You are here: Social Security Administration > Office of Retirement Policy > Research Summaries > Long-Term Joblessness and Disability Benefits Receipt

Long-Term Joblessness and Disability Benefits Receipt

October 2014

Long-term joblessness may be associated with a variety of factors connected to later life health

Past research suggests that reduced earnings 1 or the loss of health insurance 2 following job loss may influence long-term health through multiple pathways. One measure that can help capture a long-term association between job loss and subsequent health is disability benefits receipt.

Male workers aged 25–55 who experienced long-term joblessness in the 1980–1982 twin recessions had an increased probability of receiving DI or SSI benefits decades later

At 20 years after their job loss (voluntary or involuntary), these workers had a 25 percentage point higher likelihood of receiving DI or SSI benefits (22 percentage points for involuntary job leavers and 28 percentage points for voluntary job leavers).

The increased probability of DI or SSI benefits receipt was reduced when men with pre-existing work limitations were removed from consideration, but only for voluntary job leavers

The increase in the probability of DI or SSI benefits receipt after 20 years was 19 percentage points for men with no work limitation prior to their job loss. For involuntarily job leavers, the probability increase remained at 22 percentage points, but fell to 12 percentage points for voluntary job leavers.

Fixed-Effects Estimates of Disability Receipt (DI or SSI) for Male Workers Without Pre-Existing Work Limitations Following 1980–1982 Job Loss Relative to Employed Sample
Line chart linked to data in table format.
NOTE: Employed sample size = 6,055.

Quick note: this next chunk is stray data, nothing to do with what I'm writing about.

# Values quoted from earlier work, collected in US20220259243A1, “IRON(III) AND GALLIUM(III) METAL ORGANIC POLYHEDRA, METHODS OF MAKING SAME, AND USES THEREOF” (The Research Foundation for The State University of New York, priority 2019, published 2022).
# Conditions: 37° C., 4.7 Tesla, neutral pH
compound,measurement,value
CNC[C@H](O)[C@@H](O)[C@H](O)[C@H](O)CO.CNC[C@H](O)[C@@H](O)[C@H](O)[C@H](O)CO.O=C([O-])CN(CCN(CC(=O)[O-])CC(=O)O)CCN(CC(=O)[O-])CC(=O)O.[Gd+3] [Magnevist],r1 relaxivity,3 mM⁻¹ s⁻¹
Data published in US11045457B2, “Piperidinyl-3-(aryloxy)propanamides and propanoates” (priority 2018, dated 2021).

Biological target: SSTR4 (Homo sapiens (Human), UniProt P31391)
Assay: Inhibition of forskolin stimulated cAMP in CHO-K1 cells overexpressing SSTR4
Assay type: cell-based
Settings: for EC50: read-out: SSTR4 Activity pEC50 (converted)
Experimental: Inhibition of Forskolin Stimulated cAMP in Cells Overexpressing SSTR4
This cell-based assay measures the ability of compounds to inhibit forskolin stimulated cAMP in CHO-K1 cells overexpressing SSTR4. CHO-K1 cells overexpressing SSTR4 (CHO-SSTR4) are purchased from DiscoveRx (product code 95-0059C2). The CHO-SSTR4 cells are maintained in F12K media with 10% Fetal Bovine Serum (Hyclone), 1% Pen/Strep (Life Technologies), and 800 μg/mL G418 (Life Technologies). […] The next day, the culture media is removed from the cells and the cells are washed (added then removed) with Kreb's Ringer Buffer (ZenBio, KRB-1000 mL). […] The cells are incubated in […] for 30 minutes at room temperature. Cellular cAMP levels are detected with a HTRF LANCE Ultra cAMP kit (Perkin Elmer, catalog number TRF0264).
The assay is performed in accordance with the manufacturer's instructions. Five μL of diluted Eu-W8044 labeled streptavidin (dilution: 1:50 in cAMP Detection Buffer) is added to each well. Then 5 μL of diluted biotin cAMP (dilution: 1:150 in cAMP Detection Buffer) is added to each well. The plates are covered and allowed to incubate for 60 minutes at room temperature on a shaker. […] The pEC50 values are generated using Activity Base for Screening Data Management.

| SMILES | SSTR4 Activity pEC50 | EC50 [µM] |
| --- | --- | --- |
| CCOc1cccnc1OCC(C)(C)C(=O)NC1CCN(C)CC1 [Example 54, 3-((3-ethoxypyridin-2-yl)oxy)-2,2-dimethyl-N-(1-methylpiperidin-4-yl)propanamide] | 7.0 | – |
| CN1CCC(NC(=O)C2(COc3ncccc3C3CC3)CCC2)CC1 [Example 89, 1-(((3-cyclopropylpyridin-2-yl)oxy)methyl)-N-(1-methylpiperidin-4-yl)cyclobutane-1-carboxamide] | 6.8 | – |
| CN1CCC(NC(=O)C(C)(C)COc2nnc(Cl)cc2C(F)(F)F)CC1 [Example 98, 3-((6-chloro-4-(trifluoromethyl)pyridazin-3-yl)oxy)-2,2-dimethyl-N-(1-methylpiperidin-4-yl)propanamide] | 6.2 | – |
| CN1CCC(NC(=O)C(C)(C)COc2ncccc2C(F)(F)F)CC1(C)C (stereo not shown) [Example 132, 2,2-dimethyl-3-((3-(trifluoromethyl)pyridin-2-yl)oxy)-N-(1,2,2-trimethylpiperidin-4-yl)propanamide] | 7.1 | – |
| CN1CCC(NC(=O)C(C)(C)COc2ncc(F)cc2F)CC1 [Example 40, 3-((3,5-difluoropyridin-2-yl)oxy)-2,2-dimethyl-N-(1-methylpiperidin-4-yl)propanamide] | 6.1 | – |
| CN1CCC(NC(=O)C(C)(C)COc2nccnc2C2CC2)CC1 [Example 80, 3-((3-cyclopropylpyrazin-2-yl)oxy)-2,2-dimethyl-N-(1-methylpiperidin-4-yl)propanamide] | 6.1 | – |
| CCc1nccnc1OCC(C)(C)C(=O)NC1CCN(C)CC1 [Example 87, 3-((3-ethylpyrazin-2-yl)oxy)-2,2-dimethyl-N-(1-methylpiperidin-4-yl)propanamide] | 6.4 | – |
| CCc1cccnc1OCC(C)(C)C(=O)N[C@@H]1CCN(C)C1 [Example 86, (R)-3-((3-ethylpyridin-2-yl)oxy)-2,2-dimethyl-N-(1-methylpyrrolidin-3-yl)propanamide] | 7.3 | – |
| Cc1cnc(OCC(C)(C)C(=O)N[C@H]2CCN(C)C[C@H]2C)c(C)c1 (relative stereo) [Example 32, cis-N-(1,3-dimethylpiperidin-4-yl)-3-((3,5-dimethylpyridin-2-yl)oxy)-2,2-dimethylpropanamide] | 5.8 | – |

SOURCE: Couch, Kenneth A., Gayle L. Reznik, Christopher R. Tamborini, and Howard M. Iams. 2013. “Economic and Health Implications of Long-Term Unemployment: Earnings, Disability Benefits, and Mortality.” Research in Labor Economics, 38: 259–305.

NOTES: Results are based on fixed-effects methods, using data from the 1984 Survey of Income and Program Participation and longitudinal records from the Social Security Administration. Wave 3 topical modules provided information on the 1980–1982 recession. Linked administrative data provided information on respondents' covered earnings and disability benefit receipt before and after the SIPP, from 1979–2003.

All content is simplified for presentation. Please see source material for full details and caveats.

The findings and conclusions presented in this summary are those of the authors and do not necessarily represent the views of the agency.

  • The long-term effects of job loss can have significant implications for health and therefore the receipt of disability benefits.
  • Examining the effects of the 1980 to 1982 recession on those who experienced long-term unemployment may provide insight into future patterns for individuals affected by the Great Recession (2007–2009).
  • Long-term joblessness is unemployment lasting more than one year.
  • DI benefits are benefits received through the Social Security Disability Insurance program.
  • SSI benefits are disabled, non-elderly benefits received through the Supplemental Security Income program.
  • Work limitation is a health condition limiting or preventing the type of work an individual can do.
  • Involuntary job leavers are individuals who listed the reason for losing their last job as being laid off or discharged. Voluntary job leavers are those who listed any other reason.

1 Couch, Kenneth A., and Dana W. Placzek. 2010. “Earnings Losses of Displaced Workers Revisited.” American Economic Review, 100(1): 572–589.

2 Gruber, Jonathan, and Brigitte C. Madrian. 1997. “Employment Separation and Health Insurance Coverage.” Journal of Public Economics, 66: 349–382.